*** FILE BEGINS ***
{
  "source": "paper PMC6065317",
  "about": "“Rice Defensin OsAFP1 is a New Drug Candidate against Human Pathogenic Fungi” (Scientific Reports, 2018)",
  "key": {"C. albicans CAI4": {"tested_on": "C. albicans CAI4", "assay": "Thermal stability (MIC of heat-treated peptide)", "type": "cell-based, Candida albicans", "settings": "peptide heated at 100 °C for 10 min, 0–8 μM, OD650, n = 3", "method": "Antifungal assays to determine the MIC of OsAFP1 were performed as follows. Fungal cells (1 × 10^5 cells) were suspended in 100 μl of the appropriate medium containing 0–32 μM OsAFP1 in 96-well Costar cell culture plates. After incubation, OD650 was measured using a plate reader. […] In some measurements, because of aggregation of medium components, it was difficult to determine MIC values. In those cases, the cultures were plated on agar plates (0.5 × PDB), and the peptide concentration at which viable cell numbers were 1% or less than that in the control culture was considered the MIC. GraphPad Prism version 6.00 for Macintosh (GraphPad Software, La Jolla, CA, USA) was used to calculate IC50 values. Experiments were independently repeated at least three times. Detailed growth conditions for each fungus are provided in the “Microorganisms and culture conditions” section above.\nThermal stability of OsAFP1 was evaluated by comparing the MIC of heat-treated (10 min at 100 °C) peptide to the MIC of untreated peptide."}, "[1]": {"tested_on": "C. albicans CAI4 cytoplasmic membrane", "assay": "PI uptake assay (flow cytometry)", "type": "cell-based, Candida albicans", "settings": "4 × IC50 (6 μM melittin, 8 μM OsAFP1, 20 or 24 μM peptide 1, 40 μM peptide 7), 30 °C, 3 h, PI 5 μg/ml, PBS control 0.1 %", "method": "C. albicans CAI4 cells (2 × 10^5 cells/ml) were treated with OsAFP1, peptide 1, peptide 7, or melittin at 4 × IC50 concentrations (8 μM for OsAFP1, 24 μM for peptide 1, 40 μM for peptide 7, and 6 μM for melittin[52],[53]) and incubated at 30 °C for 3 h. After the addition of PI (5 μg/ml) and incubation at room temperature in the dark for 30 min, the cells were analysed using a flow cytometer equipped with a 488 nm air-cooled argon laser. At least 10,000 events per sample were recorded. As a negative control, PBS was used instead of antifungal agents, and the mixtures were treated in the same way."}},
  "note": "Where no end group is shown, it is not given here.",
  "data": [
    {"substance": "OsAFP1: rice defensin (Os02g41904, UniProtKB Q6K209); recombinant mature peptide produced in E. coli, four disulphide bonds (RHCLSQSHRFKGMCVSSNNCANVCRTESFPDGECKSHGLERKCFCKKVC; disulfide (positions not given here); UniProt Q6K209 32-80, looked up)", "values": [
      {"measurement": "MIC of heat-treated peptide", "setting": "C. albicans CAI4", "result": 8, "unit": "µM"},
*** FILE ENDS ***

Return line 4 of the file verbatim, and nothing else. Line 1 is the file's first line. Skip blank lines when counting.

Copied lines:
  "key": {"C. albicans CAI4": {"tested_on": "C. albicans CAI4", "assay": "Thermal stability (MIC of heat-treated peptide)", "type": "cell-based, Candida albicans", "settings": "peptide heated at 100 °C for 10 min, 0–8 μM, OD650, n = 3", "method": "Antifungal assays to determine the MIC of OsAFP1 were performed as follows. Fungal cells (1 × 10^5 cells) were suspended in 100 μl of the appropriate medium containing 0–32 μM OsAFP1 in 96-well Costar cell culture plates. After incubation, OD650 was measured using a plate reader. […] In some measurements, because of aggregation of medium components, it was difficult to determine MIC values. In those cases, the cultures were plated on agar plates (0.5 × PDB), and the peptide concentration at which viable cell numbers were 1% or less than that in the control culture was considered the MIC. GraphPad Prism version 6.00 for Macintosh (GraphPad Software, La Jolla, CA, USA) was used to calculate IC50 values. Experiments were independently repeated at least three times. Detailed growth conditions for each fungus are provided in the “Microorganisms and culture conditions” section above.\nThermal stability of OsAFP1 was evaluated by comparing the MIC of heat-treated (10 min at 100 °C) peptide to the MIC of untreated peptide."}, "[1]": {"tested_on": "C. albicans CAI4 cytoplasmic membrane", "assay": "PI uptake assay (flow cytometry)", "type": "cell-based, Candida albicans", "settings": "4 × IC50 (6 μM melittin, 8 μM OsAFP1, 20 or 24 μM peptide 1, 40 μM peptide 7), 30 °C, 3 h, PI 5 μg/ml, PBS control 0.1 %", "method": "C. albicans CAI4 cells (2 × 10^5 cells/ml) were treated with OsAFP1, peptide 1, peptide 7, or melittin at 4 × IC50 concentrations (8 μM for OsAFP1, 24 μM for peptide 1, 40 μM for peptide 7, and 6 μM for melittin[52],[53]) and incubated at 30 °C for 3 h. After the addition of PI (5 μg/ml) and incubation at room temperature in the dark for 30 min, the cells were analysed using a flow cytometer equipped with a 488 nm air-cooled argon laser. At least 10,000 events per sample were recorded. As a negative control, PBS was used instead of antifungal agents, and the mixtures were treated in the same way."}},